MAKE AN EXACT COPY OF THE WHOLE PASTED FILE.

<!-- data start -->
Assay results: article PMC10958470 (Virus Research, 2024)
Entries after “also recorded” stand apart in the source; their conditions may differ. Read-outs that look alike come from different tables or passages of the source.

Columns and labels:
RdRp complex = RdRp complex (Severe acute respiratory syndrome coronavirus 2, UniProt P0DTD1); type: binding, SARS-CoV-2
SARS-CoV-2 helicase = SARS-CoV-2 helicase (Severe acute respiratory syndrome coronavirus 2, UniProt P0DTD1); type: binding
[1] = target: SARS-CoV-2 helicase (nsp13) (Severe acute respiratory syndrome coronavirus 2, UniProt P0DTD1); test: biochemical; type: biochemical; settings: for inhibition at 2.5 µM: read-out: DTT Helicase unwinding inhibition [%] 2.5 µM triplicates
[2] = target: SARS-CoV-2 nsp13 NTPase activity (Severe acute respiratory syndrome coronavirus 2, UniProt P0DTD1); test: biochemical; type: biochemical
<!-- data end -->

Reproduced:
Assay results: article PMC10958470 (Virus Research, 2024)
Entries after “also recorded” stand apart in the source; their conditions may differ. Read-outs that look alike come from different tables or passages of the source.

Columns and labels:
RdRp complex = RdRp complex (Severe acute respiratory syndrome coronavirus 2, UniProt P0DTD1); type: binding, SARS-CoV-2
SARS-CoV-2 helicase = SARS-CoV-2 helicase (Severe acute respiratory syndrome coronavirus 2, UniProt P0DTD1); type: binding
[1] = target: SARS-CoV-2 helicase (nsp13) (Severe acute respiratory syndrome coronavirus 2, UniProt P0DTD1); test: biochemical; type: biochemical; settings: for inhibition at 2.5 µM: read-out: DTT Helicase unwinding inhibition [%] 2.5 µM triplicates
[2] = target: SARS-CoV-2 nsp13 NTPase activity (Severe acute respiratory syndrome coronavirus 2, UniProt P0DTD1); test: biochemical; type: biochemical